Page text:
Posts Tagged ‘Good Friday Agreement’

British politics needs to start planning for the day Northern Ireland ceases to exist

11/04/2017, 09:44:48 PM

by Kevin Meagher

Nineteen years ago this week, Tony Blair, Mo Mowlam, Bertie Ahern the Irish Taoiseach and the various political parties were in the final stages of agreeing what became the Belfast Agreement, better known, given the day it was finalised, as the Good Friday Agreement.

It was a triumph for all involved and, whatever else his critics point to, Blair’s crowning achievement; a superb piece of leadership and political tradecraft.

It was a deal that ensured cross-community power-sharing and a devolved assembly.

The end of the British Army’s presence in Northern Ireland and the release of paramilitary prisoners.

Strengthened east-west links between the Irish and British governments and north-south bodies to create all-Ireland institutions.

It is a deal that has provided two decades of relative peace and normality and become a lodestar in the field of conflict resolution.

But the Good Friday Agreement settlement is now faltering.

The collapse of the power-sharing executive in January, (following Arlene Foster’s woeful handling of a £500m heating subsidy), Sinn Fein’s strengthened mandate in the subsequent assembly elections and the current difficulty with restoring the executive are testing its resilience as a model.

The broader truth is that the Good Friday Agreement was never meant to last. It was always a stop-gap solution. An interregnum. A transition space between the conflict of the Troubles and the advent, eventually, of a unified Irish state.

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Brokenshire has been a spectator, not a participant during Northern Ireland collapse

25/01/2017, 11:23:00 AM

by Kevin Meagher

James Brokenshire has an unfortunate surname for a man who presides over the collapse of Northern Ireland’s power-sharing executive.

The Secretary of State for Northern Ireland, in office for barely seven months, has not exactly covered himself in glory thus far.

Last week, he was obliged to announce fresh elections to the 90-member Northern Ireland Assembly following the collapse of the cross-community executive, triggered by Martin McGuinness’s resignation as deputy First Minister.

The row centres on Democratic Unionist First Minister Arlene Foster’s quite ridiculous refusal to step aside and make way for an investigation into the £500m Renewable Heat Incentive fiasco she was responsible for in her previous post as enterprise minister.

The ‘burn to earn’ scheme saw massive payments to encourage companies to switch to wood pellet boilers, entitling them to make vast sums for heating empty properties.

Last week, police in South Armagh raided an empty heated barn assuming it was a drug factory.

Brokenshire finds himself tasked with picking up the pieces.

Yet this crisis is the result of a classic, almost textbook slow-motion political collision.

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The idea that Jeremy Corbyn laid the foundations for peace in Northern Ireland is total fantasy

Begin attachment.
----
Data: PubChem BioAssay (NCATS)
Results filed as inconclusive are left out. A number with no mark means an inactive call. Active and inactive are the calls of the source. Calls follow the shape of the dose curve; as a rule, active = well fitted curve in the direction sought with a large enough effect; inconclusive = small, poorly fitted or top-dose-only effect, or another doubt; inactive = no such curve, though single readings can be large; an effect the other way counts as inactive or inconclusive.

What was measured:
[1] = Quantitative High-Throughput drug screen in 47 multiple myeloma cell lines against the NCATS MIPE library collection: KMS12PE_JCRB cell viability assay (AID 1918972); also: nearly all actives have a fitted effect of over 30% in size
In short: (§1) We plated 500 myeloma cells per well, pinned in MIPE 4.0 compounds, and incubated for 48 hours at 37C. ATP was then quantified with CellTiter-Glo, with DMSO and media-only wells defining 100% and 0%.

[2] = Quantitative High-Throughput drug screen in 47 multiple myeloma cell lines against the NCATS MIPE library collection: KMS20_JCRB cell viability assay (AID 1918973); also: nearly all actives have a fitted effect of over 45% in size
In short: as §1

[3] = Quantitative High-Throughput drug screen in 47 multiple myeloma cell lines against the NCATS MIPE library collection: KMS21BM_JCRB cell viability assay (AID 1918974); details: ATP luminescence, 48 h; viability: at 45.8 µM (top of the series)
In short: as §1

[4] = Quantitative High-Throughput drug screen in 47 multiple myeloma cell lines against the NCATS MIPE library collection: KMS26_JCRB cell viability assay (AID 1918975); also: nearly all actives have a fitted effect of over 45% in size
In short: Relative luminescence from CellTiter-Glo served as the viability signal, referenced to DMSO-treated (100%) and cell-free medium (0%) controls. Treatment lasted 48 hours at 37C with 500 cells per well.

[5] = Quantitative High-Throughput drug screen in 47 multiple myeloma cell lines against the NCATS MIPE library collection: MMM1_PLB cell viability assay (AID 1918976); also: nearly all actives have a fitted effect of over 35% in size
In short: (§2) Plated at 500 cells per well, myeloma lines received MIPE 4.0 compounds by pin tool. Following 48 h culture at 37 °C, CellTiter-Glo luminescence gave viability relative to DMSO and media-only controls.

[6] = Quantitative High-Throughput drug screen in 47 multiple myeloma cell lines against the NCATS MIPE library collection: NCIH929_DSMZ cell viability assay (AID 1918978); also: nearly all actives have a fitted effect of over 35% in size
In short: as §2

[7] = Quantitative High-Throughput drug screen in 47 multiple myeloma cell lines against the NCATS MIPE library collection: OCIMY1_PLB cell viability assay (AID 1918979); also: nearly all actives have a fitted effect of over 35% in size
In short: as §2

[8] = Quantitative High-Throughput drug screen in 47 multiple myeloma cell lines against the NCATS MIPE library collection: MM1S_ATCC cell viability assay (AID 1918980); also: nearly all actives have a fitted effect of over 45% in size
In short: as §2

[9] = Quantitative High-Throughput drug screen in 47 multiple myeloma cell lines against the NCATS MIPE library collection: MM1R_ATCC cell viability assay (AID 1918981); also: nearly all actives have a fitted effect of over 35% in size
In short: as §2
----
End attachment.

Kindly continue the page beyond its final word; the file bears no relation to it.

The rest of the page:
07/08/2015, 05:32:36 PM

by Anthony Breach

The other day I was informed that, along with every other person from Northern Ireland, I was wrong about the Good Friday Agreement and the Northern Irish peace process. Rather than being the product of improbable, bewildering, and exhausting negotiations between at least five different parties, it was actually Jeremy Corbyn who “set up peace in Northern Ireland”. This was though I’d never heard any other Northern Irish person before last month utter Corbyn’s name in gratitude, anger, or even at all.

I was directed to an interview with Corbyn (relevant clip) where, along with mentioning his commendable work on the Birmingham Six and some dubious comments on Irish history generally, Corbyn says:

“During the 1980s… we built up regular contacts with Sinn Fein, we were condemned by our own Party Leadership for so doing… and we were proven to be right. In the end, even Margaret Thatcher recognised that there had to be some kind of political settlement in Ireland, that militarily it wasn’t going to be possible, and eventually this became the Good Friday Agreement after the 1997 election.”

How this became “Corbyn set up peace in Northern Ireland” in his supporter’s understanding remains unclear. He is however not the only one to believe this – surprisingly many people are under the impression that Corbyn’s involvement in Northern Irish politics has been not only significant but beneficial.

Corbyn himself makes a politically magical leap from Thatcher’s change in policy and the 1985 Anglo-Irish Agreement to the Good Friday Agreement in 1998, but he does at least avoid claiming outright that his talks were the basis for the Agreement, unlike Owen Jones and other Corbyn supporters.

This was however all before a frankly bizarre interview Corbyn conducted with BBC Radio Ulster where, as the leading candidate for the Labour leadership and our potential offer of Prime Minister to the British people, Corbyn five times refused to explicitly condemn the IRA and equated the British army with a non-state terrorist organisation that murdered British civilians as a matter of policy.

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